I am sort of glad President Obama didn't apologise for the recent US soldier killing spree in Afghanistan, leaving it to his "inferiors" to do the embarrassing bidding.
Obama's failure to apologise was not for the same reasons as Newt Gingrich, who reckons the US president shouldn't apologise - rather Afghans should be making apologies for getting in the way of occupying their country, or for getting killed by US troops!
Obama's campaign advisers have their own reasons for not wanting him to apologise: namely, forthcoming US screw-ups overseas will require too many apologies for an incumbent president, especially one who didn't "serve" his country.
After all, it has been only days since Obama apologised for the presumed "accidental burning" of Qurans by US soldiers in what appears to Afghans as an anti-Islamic ritual.
Obama's previous apology for past US mistakes is seen by his Republican opponents as "un-American". Leading Republican candidate Mitt Romney promised: "I will never, ever apologise for America."
In the real world, President Obama shouldn't apologise because it's insulting to the memory of those who will continue to die as a result of Washington's shortsighted war policies in Afghanistan and its super(power) pride to admit defeat.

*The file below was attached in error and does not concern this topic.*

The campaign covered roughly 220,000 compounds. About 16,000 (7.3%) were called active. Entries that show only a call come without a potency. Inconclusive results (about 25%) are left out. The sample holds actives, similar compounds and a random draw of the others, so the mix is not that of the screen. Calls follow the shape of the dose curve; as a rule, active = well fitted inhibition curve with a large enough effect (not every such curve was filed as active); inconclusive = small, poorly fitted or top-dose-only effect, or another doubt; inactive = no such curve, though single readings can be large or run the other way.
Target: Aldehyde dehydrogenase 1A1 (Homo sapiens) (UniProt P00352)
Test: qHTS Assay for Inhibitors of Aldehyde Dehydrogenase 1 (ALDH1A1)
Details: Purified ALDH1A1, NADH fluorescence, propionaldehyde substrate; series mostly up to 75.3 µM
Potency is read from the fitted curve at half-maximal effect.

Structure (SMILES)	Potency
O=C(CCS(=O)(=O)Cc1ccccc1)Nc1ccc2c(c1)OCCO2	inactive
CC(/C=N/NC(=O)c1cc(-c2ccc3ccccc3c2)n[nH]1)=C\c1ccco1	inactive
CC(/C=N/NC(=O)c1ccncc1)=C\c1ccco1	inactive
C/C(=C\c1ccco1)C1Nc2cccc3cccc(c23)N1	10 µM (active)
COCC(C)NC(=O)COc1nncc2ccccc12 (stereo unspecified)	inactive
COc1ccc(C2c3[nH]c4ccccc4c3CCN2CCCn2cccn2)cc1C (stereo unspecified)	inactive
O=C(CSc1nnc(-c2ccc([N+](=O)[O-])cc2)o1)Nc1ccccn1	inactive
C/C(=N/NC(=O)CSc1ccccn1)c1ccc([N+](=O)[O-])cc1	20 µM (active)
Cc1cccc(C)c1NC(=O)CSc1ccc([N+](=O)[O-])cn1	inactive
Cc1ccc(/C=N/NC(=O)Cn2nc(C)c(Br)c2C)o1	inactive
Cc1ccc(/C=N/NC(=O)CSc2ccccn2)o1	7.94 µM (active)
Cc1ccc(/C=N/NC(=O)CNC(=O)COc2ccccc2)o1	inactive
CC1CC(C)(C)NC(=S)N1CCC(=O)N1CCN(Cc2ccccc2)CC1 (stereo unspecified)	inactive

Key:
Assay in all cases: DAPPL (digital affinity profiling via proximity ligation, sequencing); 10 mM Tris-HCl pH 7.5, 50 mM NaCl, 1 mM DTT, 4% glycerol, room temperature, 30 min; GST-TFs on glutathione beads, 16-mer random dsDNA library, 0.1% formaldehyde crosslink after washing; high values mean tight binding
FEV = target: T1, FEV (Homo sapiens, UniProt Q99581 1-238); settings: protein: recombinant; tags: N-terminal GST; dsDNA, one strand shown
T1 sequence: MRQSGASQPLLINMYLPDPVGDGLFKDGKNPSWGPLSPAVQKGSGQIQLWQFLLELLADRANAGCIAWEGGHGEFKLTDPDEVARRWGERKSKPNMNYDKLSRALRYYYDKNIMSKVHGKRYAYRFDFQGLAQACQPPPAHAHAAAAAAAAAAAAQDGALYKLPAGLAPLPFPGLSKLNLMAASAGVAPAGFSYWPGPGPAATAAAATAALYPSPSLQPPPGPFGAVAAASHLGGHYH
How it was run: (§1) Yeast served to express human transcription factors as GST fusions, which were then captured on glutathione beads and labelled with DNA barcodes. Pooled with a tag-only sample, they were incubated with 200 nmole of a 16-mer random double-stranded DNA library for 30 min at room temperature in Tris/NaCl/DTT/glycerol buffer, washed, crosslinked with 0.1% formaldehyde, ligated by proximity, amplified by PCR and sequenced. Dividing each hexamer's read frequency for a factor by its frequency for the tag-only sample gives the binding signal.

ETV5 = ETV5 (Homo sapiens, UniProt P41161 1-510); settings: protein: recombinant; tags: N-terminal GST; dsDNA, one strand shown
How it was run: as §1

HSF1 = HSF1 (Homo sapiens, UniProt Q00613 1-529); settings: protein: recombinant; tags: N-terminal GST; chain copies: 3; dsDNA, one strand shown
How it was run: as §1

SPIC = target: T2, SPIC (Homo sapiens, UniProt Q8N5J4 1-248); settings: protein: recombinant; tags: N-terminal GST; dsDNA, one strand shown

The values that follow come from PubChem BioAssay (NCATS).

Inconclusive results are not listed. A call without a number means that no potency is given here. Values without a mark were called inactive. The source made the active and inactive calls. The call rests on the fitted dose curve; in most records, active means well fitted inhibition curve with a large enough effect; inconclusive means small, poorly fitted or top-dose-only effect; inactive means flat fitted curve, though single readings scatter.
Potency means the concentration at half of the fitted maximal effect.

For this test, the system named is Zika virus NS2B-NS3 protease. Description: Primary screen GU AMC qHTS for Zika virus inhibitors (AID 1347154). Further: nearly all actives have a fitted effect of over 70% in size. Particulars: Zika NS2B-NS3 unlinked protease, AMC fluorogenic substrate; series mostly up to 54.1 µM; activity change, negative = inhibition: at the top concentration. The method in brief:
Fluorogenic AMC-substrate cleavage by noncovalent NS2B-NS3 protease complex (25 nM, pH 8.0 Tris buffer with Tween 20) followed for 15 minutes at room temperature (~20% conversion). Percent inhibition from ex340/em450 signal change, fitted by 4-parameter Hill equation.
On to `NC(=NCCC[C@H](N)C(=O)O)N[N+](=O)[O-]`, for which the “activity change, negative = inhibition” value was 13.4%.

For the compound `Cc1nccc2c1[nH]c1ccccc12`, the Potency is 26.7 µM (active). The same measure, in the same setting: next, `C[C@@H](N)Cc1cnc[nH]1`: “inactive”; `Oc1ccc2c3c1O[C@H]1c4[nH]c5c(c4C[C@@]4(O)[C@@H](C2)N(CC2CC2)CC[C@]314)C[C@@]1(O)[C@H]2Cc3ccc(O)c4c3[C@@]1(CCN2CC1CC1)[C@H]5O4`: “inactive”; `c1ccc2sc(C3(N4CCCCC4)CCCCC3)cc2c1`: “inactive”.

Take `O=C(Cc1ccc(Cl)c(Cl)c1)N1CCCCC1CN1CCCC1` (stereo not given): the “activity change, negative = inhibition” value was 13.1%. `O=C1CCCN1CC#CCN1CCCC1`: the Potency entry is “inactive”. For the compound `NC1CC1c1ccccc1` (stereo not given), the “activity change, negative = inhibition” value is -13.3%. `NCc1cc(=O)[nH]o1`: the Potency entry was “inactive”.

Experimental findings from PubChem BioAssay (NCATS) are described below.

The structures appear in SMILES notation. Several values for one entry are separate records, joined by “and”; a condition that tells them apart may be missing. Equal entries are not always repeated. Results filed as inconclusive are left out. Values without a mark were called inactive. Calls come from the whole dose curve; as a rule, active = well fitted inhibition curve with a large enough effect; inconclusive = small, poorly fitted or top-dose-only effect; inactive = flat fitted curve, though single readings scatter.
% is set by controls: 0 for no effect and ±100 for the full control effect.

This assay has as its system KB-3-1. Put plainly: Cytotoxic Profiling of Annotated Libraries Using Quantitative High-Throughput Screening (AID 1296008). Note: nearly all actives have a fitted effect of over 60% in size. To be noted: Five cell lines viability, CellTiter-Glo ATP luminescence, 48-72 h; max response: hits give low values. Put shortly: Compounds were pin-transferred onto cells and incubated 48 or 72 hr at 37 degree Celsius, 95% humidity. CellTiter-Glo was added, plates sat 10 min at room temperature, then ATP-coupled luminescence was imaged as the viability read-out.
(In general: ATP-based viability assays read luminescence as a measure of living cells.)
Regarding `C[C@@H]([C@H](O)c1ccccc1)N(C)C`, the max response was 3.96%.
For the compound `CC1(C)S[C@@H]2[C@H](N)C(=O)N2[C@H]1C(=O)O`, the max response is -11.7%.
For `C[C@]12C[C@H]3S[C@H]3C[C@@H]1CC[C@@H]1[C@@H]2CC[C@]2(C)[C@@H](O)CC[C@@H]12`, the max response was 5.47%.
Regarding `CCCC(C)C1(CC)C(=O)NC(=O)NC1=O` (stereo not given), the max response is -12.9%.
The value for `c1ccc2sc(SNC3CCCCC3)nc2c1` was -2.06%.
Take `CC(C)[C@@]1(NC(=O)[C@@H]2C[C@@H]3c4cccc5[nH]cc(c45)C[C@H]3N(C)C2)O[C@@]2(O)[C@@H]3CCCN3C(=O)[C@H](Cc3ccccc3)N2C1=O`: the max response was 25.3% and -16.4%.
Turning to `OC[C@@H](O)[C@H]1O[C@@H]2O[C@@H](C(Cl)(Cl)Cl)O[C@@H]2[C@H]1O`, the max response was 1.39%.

Indeed, if it wasn't for the pain and horror caused to Afghan families, I would say repeated apologies are too boring to bear.
This is a war, stupid. Invading another country and occupying it for more than a decade cannot come on the cheap, morally or humanely.
This is not a diplomatic or PR challenge that requires media theatrics. It's a disaster that requires strategic and political decisions.
Spare us the psychiatry babble
If apologies are insulting to Afghan intelligence, the psychiatric argument is pathetic.
Explaining the sergeant's shooting spree and the horrific killing of 16 civilians, including nine children, and badly injuring others isn't the culmination of mere mental distress.
That's not to say US soldiers are not under pressure. They most surely are tired, frustrated, lost, depressed, and perhaps many are going crazy.
Fighting unwinnable war thousands of miles away in unfamiliar lands, inhabited by a hostile population, is no picnic.